Last weekend saw our second blue marans hatch – this time twelve. Little disappointed as we set twenty four eggs – never had such a low rate – but we were breeding from a particular breeding group and eggs were limited, and we did set some eggs that were on the old side… maybe that was the reason? The fertility was high, but they didn’t pip. We also invested in a turning cradle, as turning the eggs five times a day is a bit of a commitment and makes going out for the day difficult.. so maybe it was that? Dunno yet.. but twelve is still a good crowd.
Thankfully, we had a broody hen (well three - like buses they call come at the same time), and we slipped the twelve chicks under our tried and tested broody who accepted them as her own – once again she sat on a plastic egg for a week and hatched 12 offspring and is sure she is very clever!
I do like seeing chicks being raised by a hen, she is so careful with them, taking them inside when it rains, and scratching the ground for worms, with a well practised routine she steps forward, the chicks rush away, she scratches the ground, finds some worms, they all rush in an scoff… and repeat. These chicks are on a high protein diet thanks to her.
Meanwhile the first hatch are looking good and like mini chickens at at seven weeks, and very happy in their large grassy run. In this hatch we have two gold tops, which we are naming Enid and Edna as this year is E and we plan to keep them. The reason we have these is for broody hen futures, my old broodies are knocking on and I am told a Goldtop – which is a gold silkie x light sussex is a good bet for a broody – The silkies are notorious for their brooding, but crossed with a larger hen, are a more sensible size with more sensible feathers etc…
I’ve never seen the attraction of silkies – I like ‘proper looking chickens’ – but actually these goldtops are great looking, and very friendly, so I might be a convert.
With so much more going on for us this year, we decided on just one hatch, so obviously the second hatch is a figment of our imaginations. As is the third in the incubator, the duckling situation, and the meat bird chicks on order. Obviously….
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Only when we recently went to foreign parts (well Somerset) did I realise that the primroses so abundant here are not all over.
Here, in South Devon, they are amazing right now. Every lane, verge, hedge and hill is with primrose. We have them popping up in the lawn (I carefully move them before they get beheaded by son with his push mower), and our green lane is lined with them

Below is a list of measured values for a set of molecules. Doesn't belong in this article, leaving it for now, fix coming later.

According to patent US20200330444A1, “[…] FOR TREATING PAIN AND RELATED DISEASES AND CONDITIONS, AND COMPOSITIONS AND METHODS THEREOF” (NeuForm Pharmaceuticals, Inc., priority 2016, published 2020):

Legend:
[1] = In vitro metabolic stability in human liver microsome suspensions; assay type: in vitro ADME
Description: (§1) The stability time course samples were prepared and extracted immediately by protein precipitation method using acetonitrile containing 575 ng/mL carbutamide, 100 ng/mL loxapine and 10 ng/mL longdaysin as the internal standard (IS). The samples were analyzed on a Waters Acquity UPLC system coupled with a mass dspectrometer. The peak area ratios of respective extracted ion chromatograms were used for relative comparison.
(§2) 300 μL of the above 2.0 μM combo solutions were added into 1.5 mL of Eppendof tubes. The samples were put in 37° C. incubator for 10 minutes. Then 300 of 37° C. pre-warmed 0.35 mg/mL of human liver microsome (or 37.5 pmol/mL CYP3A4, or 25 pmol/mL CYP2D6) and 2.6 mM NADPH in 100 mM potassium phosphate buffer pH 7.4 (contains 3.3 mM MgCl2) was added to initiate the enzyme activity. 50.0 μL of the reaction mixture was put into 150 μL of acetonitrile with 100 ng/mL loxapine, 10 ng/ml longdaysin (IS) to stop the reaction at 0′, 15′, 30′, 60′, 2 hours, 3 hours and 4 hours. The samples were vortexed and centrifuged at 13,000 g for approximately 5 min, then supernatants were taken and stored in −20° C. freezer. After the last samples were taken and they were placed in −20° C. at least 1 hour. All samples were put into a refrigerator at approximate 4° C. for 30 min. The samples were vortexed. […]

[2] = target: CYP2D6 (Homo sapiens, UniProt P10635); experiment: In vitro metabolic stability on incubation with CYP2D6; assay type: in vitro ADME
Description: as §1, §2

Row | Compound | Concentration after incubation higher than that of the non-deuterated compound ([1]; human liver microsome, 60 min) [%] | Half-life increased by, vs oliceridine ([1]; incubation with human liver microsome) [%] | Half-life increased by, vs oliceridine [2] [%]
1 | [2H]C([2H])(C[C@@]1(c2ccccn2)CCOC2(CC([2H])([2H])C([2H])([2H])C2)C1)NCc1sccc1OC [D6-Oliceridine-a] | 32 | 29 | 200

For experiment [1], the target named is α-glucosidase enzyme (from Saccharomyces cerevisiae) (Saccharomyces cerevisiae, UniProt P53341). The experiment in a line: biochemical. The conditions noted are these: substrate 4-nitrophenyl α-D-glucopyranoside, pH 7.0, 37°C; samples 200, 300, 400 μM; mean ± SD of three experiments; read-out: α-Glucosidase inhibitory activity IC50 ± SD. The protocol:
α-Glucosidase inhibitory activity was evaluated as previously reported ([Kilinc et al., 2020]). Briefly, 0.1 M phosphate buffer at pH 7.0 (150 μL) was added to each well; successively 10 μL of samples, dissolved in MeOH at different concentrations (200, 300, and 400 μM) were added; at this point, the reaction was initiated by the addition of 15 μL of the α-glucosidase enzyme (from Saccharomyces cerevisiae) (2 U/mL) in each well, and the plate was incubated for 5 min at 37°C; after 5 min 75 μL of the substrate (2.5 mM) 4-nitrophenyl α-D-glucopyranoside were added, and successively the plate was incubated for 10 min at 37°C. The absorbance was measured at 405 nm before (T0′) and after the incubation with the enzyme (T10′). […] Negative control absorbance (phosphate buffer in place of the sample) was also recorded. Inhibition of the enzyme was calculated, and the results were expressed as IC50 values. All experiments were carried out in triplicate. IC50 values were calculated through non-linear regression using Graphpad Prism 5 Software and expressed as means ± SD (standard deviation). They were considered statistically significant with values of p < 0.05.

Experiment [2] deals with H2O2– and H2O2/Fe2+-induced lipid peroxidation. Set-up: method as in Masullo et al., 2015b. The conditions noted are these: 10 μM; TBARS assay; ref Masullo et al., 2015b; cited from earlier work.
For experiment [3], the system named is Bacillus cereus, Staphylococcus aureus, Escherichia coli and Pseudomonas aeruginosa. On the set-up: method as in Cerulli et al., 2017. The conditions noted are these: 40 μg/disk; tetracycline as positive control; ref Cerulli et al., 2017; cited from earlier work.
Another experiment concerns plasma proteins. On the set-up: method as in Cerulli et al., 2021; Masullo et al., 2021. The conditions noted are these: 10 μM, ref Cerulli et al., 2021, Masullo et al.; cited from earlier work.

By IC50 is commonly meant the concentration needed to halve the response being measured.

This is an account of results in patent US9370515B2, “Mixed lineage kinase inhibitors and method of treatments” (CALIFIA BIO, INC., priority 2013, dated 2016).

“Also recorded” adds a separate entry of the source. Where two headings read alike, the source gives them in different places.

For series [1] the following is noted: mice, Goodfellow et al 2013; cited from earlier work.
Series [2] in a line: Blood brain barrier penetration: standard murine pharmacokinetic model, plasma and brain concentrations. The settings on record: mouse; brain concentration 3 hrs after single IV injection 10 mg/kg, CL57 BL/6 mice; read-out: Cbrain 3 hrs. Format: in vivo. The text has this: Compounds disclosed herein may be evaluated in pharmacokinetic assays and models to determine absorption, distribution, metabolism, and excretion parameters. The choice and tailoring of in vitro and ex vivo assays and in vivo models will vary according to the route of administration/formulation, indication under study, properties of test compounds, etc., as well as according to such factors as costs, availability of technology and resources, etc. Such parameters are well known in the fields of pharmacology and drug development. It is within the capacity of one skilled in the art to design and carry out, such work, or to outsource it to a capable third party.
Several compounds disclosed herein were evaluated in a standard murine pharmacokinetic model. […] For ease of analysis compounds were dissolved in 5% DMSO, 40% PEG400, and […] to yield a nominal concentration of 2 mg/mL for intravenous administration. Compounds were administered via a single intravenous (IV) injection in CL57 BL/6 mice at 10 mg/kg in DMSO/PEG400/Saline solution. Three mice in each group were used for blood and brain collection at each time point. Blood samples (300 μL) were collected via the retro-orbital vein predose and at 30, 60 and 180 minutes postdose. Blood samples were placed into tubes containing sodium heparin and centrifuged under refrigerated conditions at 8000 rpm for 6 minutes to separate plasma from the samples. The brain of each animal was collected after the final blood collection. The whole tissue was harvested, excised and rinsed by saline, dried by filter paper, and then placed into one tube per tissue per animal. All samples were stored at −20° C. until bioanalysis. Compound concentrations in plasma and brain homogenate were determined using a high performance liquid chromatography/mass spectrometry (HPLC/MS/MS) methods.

The verges of the A38 are smothered in their yellowness and are a joy to look at, making any journey an uplifting one.
I don’t know why primroses like this area so much, but I am glad.
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I’m feeling quite unnerved…. it is a bank holiday.. and it was hot and sunny… that can’t be right can it?
We even had a barbecue.The blankie came out.. the lounger went under the pergola in the shade – and both were used in between bouts of activity – we are barn building at the mo – and have chicks hatching, and lots and lots of seed sowing. The cats, who like to take on a supervisory role including lying on newly sown seeds or climbing on newly erected barns, got a bit too hot and lay about in languid heaps.
So cheering to have good weather. It would be nice if it could rain at night though, and the grass could grow and the plants self water…
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We’ve spent a day in that London, over the weekend.
We went to the museum of London, ate dim sums for lunch, walked around St Pauls and across the millennium bridge.
We had cocktails in the Oxo tower bar (son had been practising drinking with his little finger stuck out for some time now..), had a quick look around Covent Garden, walked to China town, and bought some nice bowls, then walked to Trafalgar Square, and popped into the National Gallery to make sure my Renoir is still ok.
Then bought a picnic to have on the train home.
Safe to say, we did too much – I nearly broke my son, and himself and I found we had set into a fixed shape by the end of the train journey. Perhaps we need to learn how to have time off without filling it with something else exhausting..
But it was good. And we agreed we would do it all again.
Maybe after a rest.
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Last week and this week we have seen a lot of loving going on in the pond, and now there are ribbons of toadspawn all over.
The toads were late to arrive at the party, but they might have had it right, as the frogspawn got frozen solid, snowed on, and went manky – and I think frog numbers could be down, but the newts and toads chose their time more wisely – and at the moment the sun is hot, the newts are sunbathing, the toads are lower down in the cooler water, the party is over… and the pond is toad-pole and newt pole (what do you call baby newts?) nursery to be.
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Nice weather at last, and conveniently placed on a day we were all free, we had a jolly and went to Glastonbury to walk up the tor.
Driving from Devon , we get to see the tor for miles before we actually get there, and we have passed it often, by moonlight, early morning sun, or rising out of mist, but today we chose cool but sunny weather. It is only half an hour of uphill, and that is if you choose the long way, but you really don’t want to be doing that in the rain, and a clear day is needed for that view. Lovely.
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